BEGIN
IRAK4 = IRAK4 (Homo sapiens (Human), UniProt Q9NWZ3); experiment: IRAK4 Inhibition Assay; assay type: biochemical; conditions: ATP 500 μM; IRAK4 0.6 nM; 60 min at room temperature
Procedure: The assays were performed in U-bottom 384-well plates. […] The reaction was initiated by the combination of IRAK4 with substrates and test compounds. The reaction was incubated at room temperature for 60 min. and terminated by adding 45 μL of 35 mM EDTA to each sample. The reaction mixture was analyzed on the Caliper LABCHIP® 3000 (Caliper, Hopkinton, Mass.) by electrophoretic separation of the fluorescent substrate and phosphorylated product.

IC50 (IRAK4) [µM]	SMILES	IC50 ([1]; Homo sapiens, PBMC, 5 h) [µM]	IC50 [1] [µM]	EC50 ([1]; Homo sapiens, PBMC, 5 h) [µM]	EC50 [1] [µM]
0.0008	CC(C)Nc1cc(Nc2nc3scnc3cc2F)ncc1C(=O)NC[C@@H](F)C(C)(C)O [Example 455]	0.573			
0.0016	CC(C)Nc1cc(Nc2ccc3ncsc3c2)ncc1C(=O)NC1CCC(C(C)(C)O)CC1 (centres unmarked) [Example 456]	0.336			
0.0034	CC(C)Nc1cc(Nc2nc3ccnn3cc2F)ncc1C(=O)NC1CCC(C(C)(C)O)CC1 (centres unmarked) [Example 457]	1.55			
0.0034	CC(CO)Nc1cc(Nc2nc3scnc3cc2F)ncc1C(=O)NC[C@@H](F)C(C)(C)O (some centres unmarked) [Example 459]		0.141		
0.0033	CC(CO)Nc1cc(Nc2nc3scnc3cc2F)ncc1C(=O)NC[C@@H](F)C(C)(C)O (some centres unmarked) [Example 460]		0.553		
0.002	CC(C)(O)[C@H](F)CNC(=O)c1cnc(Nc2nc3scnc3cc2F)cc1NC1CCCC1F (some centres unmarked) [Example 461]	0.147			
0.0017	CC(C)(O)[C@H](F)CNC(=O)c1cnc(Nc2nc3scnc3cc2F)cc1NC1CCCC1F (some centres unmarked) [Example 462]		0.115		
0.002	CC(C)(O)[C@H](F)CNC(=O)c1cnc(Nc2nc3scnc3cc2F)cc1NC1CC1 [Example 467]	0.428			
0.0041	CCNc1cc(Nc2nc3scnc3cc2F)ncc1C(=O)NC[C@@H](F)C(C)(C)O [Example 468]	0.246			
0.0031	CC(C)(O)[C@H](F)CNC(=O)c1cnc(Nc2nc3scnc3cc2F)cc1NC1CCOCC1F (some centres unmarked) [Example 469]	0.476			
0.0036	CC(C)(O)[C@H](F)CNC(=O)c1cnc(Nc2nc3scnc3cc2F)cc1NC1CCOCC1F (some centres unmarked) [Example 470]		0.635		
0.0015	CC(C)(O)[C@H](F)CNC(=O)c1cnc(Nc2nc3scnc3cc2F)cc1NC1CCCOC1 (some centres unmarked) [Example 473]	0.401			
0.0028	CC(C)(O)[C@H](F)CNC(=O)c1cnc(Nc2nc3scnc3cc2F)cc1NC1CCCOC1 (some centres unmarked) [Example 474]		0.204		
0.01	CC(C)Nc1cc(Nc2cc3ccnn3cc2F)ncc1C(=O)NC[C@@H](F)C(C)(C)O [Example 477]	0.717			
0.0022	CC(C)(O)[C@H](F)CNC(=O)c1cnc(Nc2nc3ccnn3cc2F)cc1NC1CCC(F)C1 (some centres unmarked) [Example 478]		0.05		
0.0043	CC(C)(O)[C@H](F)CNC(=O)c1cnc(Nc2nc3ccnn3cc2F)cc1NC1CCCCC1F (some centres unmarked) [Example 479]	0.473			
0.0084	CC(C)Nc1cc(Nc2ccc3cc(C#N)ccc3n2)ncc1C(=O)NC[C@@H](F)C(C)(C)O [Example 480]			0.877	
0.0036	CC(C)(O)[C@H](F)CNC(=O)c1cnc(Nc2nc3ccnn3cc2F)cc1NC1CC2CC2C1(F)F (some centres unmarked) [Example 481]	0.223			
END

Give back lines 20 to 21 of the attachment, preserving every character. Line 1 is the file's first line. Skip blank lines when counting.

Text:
0.0084	CC(C)Nc1cc(Nc2ccc3cc(C#N)ccc3n2)ncc1C(=O)NC[C@@H](F)C(C)(C)O [Example 480]			0.877	
0.0036	CC(C)(O)[C@H](F)CNC(=O)c1cnc(Nc2nc3ccnn3cc2F)cc1NC1CC2CC2C1(F)F (some centres unmarked) [Example 481]	0.223			